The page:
﻿ Python: Least Common Multiple (LCM) of more than two numbers - w3resource

# Python: Least Common Multiple (LCM) of more than two numbers

## Python Basic - 1: Exercise-135 with Solution

Write a Python program to get the Least Common Multiple (LCM) of more than two numbers. Take the numbers from a given list of positive integers.

From Wikipedia,
In arithmetic and number theory, the least common multiple, lowest common multiple, or smallest common multiple of two integers a and b, usually denoted by lcm(a, b), is the smallest positive integer that is divisible by both a and b. Since division of integers by zero is undefined, this definition has meaning only if a and b are both different from zero. However, some authors define lcm(a,0) as 0 for all a, which is the result of taking the lcm to be the least upper bound in the lattice of divisibility.

Sample Solution-1:

Python Code:

``````from functools import reduce
def test(nums):
return reduce(lambda x,y:lcm(x,y),nums)
def gcd(a, b):
while b:
a, b = b, a%b
return a
def lcm(a, b):
return a*b // gcd(a, b)
nums = [ 4, 6, 8 ]
print("Original list elements:")
print(nums)
print("LCM of the numbers of the said array of positive integers: ", test(nums))
nums = [ 1, 2, 3, 4, 5, 6, 7, 8, 9, 10 ]
print("\nOriginal list elements:")
print(nums)
print("LCM of the numbers of the said array of positive integers: ", test(nums))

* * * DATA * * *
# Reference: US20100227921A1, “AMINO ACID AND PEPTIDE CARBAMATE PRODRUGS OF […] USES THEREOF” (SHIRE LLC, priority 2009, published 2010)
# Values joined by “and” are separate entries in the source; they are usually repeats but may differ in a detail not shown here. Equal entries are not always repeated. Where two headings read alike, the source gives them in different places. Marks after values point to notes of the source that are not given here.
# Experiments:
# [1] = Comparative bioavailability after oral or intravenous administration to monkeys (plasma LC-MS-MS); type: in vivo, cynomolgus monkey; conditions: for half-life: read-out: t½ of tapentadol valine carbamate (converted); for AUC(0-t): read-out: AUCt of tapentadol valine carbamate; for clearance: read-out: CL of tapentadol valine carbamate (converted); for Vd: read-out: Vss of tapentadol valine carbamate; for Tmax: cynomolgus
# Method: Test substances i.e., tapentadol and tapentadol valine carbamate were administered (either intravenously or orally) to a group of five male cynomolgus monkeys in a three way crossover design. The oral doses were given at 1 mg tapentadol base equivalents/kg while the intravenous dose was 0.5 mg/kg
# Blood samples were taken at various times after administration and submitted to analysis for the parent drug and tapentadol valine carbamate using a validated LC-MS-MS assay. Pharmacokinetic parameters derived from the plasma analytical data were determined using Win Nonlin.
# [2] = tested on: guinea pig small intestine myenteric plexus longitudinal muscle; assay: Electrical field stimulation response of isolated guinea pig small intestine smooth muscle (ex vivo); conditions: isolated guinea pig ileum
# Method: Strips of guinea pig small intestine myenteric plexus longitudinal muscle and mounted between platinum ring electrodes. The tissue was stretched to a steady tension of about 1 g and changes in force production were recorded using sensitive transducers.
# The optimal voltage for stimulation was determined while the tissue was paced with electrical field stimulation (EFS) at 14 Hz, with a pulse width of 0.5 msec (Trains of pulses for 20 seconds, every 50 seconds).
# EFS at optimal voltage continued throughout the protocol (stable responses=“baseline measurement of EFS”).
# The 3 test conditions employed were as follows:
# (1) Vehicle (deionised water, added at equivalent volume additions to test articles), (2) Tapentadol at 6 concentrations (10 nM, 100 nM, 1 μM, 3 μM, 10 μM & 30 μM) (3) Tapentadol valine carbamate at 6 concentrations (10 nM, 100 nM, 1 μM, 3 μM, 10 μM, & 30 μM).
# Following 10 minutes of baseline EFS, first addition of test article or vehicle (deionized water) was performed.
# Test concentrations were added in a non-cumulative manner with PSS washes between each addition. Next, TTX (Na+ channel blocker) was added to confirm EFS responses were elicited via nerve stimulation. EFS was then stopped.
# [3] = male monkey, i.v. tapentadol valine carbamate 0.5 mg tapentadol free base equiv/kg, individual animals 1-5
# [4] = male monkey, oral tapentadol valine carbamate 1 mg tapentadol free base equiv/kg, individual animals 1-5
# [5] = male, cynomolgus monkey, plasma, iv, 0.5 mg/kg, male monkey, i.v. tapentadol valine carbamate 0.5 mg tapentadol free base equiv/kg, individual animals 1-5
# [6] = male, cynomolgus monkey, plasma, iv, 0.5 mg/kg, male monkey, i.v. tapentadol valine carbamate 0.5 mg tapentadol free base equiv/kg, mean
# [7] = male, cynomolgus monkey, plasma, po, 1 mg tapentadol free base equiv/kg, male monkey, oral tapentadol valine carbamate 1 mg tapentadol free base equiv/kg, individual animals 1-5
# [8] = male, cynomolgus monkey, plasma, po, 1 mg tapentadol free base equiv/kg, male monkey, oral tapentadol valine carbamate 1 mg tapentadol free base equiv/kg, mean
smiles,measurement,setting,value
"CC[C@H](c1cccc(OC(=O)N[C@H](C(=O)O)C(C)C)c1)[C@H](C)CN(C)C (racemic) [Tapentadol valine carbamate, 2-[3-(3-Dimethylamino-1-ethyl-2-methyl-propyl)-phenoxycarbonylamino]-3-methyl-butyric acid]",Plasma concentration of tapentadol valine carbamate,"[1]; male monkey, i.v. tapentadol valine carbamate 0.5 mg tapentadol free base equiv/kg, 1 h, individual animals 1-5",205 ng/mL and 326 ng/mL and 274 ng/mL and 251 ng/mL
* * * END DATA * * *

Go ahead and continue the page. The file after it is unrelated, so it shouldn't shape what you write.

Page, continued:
nums = [ 48, 72, 108  ]
print("\nOriginal list elements:")
print(nums)
print("LCM of the numbers of the said array of positive integers: ", test(nums))
``````

Sample Output:

```Original list elements:
[4, 6, 8]
LCM of the numbers of the said array of positive integers:  24

Original list elements:
[1, 2, 3, 4, 5, 6, 7, 8, 9, 10]
LCM of the numbers of the said array of positive integers:  2520

Original list elements:
[48, 72, 108]
LCM of the numbers of the said array of positive integers:  432
```

Flowchart:

## Visualize Python code execution:

The following tool visualize what the computer is doing step-by-step as it executes the said program:

Sample Solution-2:

Use functools.reduce(), math.gcd() and lcm(x,y) = x * y / gcd(x,y) over the given list.

Python Code:

``````from functools import reduce
from math import gcd

def lcm(numbers):
return reduce((lambda x, y: int(x * y / gcd(x, y))), numbers)

print(lcm([ 4, 6, 8 ]))
print(lcm([1, 2, 3, 4, 5, 6, 7, 8, 9, 10]))
print(lcm([48, 72, 108]))
``````

Sample Output:

```24
2520
432
```

Flowchart:

## Visualize Python code execution:

The following tool visualize what the computer is doing step-by-step as it executes the said program:

Python Code Editor:

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## Python: Tips of the Day

Iterating over dictionaries using 'for' loops:

I am a bit puzzled by the following code: d = {'x': 1, 'y': 2, 'z': 3} for key in d: print key, 'corresponds to', d[key] What I don't understand is the key portion. How does Python recognize ...

key is just a variable name.

```for key in d:
```

For Python 3.x:

```for key, value in d.items():
```

For Python 2.x:

```for key, value in d.iteritems():
```

To test for yourself, change the word key to poop.

In Python 3.x, iteritems() was replaced with simply items(), which returns a set-like view backed by the dict, like iteritems() but even better. This is also available in 2.7 as viewitems().

The operation items() will work for both 2 and 3, but in 2 it will return a list of the dictionary's (key, value) pairs, which will not reflect changes to the dict that happen after the items() call. If you want the 2.x behavior in 3.x, you can call list(d.items()).

Ref: https://bit.ly/37dm0Qo